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 Home > Mrs. Cheney

October 23, 2001
Washington, D.C.

Remarks of Lynne V. Cheney
International Republican Institute

Thank you very much. It's wonderful to be here, and to see so many friends and colleagues from over the years. Grateful as I am for this award, I must tell you that the honor is enhanced by the person who presented it. Thank you, Senator McCain.

Let me also thank everyone here for the vital support you give to the International Republican Institute. There's something very special about idealistic men and women willing to travel and live and teach in far-off places, all for the purpose of helping others develop the institutions of freedom. And an organization that makes this work possible deserves the support of all of us.

We should all be grateful to I.R.I. for placing such great emphasis on education as a tool for advancing the cause of democracy worldwide. We know from our own experience that education strengthens democracy, because it builds the knowledge, character, and discernment that are necessary to self-rule. This is a lesson that the founders of our country emphasized repeatedly. Here is Thomas Jefferson, "No one more sincerely wishes the spread of information among mankind that I do, and none has greater confidence in its effects towards supporting free and good government." Here is George Washington, "Promote then as an object of primary importance, Institutions for the general diffusion of knowledge. In proportion as the structure of a government gives force to public opinion, it is essential that public opinion should be enlightened."

Democracy and education both depend on openness, and free expression, and independent thought. Neither is consistent with the regimentation of everyday life or the control of the human mind. That is why violent ideologies will always be set against them.

The attacks of September 11 have caused all of us to reflect a little more on these ideas. That is one of the few blessings that have come out of our sadness. And my greatest hope is that our society will grow stronger in our commitment to teaching our children and grandchildren how special America really is. They need to know the ideas and ideals on which our nation was built. All of us do: We need to understand how fortunate we are. We need to understand that our freedom is so precious that generations of men and women have been willing to sacrifice everything for it. We need to know, in a war, exactly what is at stake.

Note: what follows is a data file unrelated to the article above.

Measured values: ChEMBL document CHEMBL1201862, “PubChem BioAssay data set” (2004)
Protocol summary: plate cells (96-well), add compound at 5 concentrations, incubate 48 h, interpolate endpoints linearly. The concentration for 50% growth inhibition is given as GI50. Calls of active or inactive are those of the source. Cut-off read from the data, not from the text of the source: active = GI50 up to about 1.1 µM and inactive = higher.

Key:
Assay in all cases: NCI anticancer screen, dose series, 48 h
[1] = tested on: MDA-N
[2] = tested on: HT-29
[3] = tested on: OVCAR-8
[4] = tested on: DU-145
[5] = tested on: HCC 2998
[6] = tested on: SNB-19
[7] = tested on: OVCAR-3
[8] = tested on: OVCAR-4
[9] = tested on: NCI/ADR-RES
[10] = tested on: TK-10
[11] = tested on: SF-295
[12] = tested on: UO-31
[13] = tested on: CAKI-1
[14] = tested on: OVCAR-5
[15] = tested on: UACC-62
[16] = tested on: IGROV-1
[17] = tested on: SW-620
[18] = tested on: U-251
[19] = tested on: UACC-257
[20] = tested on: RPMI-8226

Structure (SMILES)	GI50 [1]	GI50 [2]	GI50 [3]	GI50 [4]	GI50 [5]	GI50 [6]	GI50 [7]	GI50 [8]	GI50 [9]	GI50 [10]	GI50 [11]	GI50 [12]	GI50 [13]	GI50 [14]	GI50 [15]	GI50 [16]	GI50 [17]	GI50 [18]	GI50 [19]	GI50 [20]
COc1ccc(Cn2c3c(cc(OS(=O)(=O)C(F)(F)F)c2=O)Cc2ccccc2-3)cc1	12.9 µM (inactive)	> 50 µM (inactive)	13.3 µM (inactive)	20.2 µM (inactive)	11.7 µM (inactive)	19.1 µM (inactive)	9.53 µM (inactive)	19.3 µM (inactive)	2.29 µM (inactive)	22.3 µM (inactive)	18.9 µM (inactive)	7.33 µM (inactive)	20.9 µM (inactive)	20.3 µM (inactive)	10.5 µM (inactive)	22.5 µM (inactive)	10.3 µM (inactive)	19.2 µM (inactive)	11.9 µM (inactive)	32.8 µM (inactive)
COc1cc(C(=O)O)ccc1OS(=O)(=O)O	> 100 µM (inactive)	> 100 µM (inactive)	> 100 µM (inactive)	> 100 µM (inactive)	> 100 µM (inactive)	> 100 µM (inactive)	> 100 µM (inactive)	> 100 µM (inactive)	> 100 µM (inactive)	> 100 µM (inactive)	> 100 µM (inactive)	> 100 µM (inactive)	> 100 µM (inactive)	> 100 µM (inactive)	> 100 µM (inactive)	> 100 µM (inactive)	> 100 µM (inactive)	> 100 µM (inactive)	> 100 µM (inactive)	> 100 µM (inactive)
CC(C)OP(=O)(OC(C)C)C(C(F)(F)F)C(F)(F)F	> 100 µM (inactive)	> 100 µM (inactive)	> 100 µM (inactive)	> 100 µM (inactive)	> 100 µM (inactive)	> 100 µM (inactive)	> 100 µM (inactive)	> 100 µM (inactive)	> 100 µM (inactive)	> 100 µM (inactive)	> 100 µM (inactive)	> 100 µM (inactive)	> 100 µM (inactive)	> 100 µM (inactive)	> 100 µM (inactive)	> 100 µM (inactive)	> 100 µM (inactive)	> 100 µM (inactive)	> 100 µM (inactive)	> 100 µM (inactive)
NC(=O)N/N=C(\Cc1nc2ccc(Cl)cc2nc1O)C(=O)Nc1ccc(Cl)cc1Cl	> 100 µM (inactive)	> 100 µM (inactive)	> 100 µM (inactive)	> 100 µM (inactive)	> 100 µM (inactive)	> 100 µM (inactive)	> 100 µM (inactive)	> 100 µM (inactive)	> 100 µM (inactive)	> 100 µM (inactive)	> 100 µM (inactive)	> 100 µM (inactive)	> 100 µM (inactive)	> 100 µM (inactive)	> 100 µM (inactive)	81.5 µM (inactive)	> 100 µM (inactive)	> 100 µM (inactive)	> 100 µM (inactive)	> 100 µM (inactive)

Our children should understand how hard it was to establish this country - the experience of the Pilgrims in crossing a "vast and furious ocean," and the hardships that beset them from the moment they reached shore. And the experience of the men who, a century and a half later, signed the Declaration of Independence -- knowing, as Benjamin Rush observed, that they might be signing their own death warrants.

Many of our youngsters don't know the name of Nathan Hale, and they should know the story -- the whole story -- of this captain in George Washington's Continental Army … of his bravery, and the loneliness of his last hours on earth. Before being hanged he asked to see a clergyman, but was refused. His letter saying goodbye to his mother was not delivered but destroyed. By the surviving account, death found Captain Hale "Unknown to all around him, without a single friend to offer him the least consolation … with this as his dying observation: that he only lamented that he had but one life to lose for his country." Nathan Hale was 21 years old.

So many were willing to risk so much because they treasured freedom. The pilgrims wanted to worship God in their own way. The founders, as Jefferson so eloquently put it, wanted to secure "certain unalienable rights," among them "life, liberty, and the pursuit of happiness." The Founders had the amazing idea that this could be accomplished through representative government. The people would be sovereign, and they would lead the lives of free men and women. This was a vision worth fighting for, dying for, and living for. It still is. Our children should know all this, and we must teach it. And let us teach them about the role America has played in the world throughout these 225 years … about how we have inspired others to seek freedom and gone up against tyrants … about the price Americans have paid for liberty, not just for ourselves, but for millions around the world whose hopes depended on us alone. We have benefited mightily from our way of life, but so has the world.

Our children should know these things as we set out to defend America, "assured of the rightness of our cause," in our President's words, "and confident of victories to come."

Thank you very much.